• Potential lengthy suspension of many non-emergency ops looms ahead of expected coronavirus surge
  • Trusts asked to risk stratify patients to prepare for suspension which could last months
  • Trusts say preparations already underway

System leaders are telling hospitals to prepare for a potential suspension of all non-emergency elective procedures which could last for months, as they get ready for a surge in coronavirus patients.

Senior sources told HSJ NHS England had asked trusts to risk stratify elective patients in readiness for having to suspend non-emergency work to free up capacity.

HSJ understands trusts have been told to firm up their plans for how they would incrementally reduce and potentially suspend non-emergency operations, while also protecting “life saving” procedures such as cancer treatment.

An announcement is expected soon, with patients affected given at least 48 hours notice. It has not been decided how long it might last for, as the duration of any surge in cases and acute demand is unknown. But HSJ has been told it could stretch out for several months, with three or four months discussed, which would potentially mean tens of or even hundreds of thousands of cancelled operations.

The move is part of range of measures system leaders are set to roll out, which also include tightening up admission thresholds, in a bid to free up as much capacity as possible.

The Royal College of Surgeons however cautioned against a blanket elective ban. The influential college said, as in previous winters when a lot of electives have been postponed, “where local resources allow, planned operations should continue”.

The last time there was a major national moratorium on non-emergency electives was in January 2018. It lasted around eight weeks. At the time system leaders estimated around 50,000 operations would be cancelled per month, although the final figure was not that high.

Leading waiting list expert Rob Findlay told HSJ the overall elective waiting list, which at present is around 4.6 million, would likely further deteriorate, but the hardest impact would be felt by the longest waiters.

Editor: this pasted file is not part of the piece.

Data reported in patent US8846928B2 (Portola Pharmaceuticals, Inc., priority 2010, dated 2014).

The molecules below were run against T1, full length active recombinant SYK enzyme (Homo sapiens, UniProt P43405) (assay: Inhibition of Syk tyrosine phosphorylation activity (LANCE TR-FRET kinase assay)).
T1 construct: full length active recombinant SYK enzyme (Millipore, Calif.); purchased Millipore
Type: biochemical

He said: “It will certainly accelerate the already deteriorating position on 18-week waits, but the effect may be most striking in the rise in 52-week waiters.

“This is because these patients tend to be in the heaviest case mix, like the more serious end of orthopedics, plastic surgery, or neurosurgery, which require in-patient procedures, rather than day cases.

“This means those patients who are already suffering the most extreme long waits are likely to be most impacted by any suspensions.”

Royal College of Surgeons of England president Derek Alderson said: “The situation is rapidly evolving and we receive regular briefings from the chief medical officer.

“However, based on today’s figures, it would be premature for Trusts to introduce blanket bans on planned operations. We learnt from recent winters that where local resources allow, planned operations should continue.

“As we make plans for the worst case scenario, we are committed to making sure that urgent surgery for life-threatening situations can continue to be provided alongside caring for Coronavirus patients.

“Finding the extra capacity needed is no small task, but we are confident surgeons and our colleagues across the health service will pull out all the stops to protect patients, whatever their needs.”

HSJ revealed yesterday that NHSE’s coronavirus incident director told senior figures that hospitals should plan for a massive increase in critical care capacity — potentially up to seven-fold, according to those present. He later insisted he said “several fold”, not “seven fold”.

NHS Providers chief executive Chris Hopson last night said trusts were already preparing to make cancellations.

Mr Hopson told BBC’s Newsnight yesterday: “[We have not cancelled elective work] because we don’t need to at this point, but we are preparing to do so.

“If you stopped doing elective surgery, you could convert theatres, you could convert resuscitation rooms, recovery areas into places where you could provide intensive care.”

He said the system could double intensive care capacity “relatively easily”, but “we are now talking actually about could you increase it four-fold, five-fold, six-fold to be able to cope with the increase [in] level of cases coming in”.

An NHSE spokeswoman said: ”As the chief medical officer has warned, NHS services will come under pressure as the outbreak spreads more widely and so it is only right we are preparing a number of practical solutions to respond.

“Last week, guidance was sent out across the NHS to help local services to prepare so patients can get the care they need which remains the priority for hardworking staff and advice will continue to be updated.”

The Department for Health and Social Care did not want to comment.

UPDATED: On 13 March this piece was updated to include statement from the Royal College of Surgeons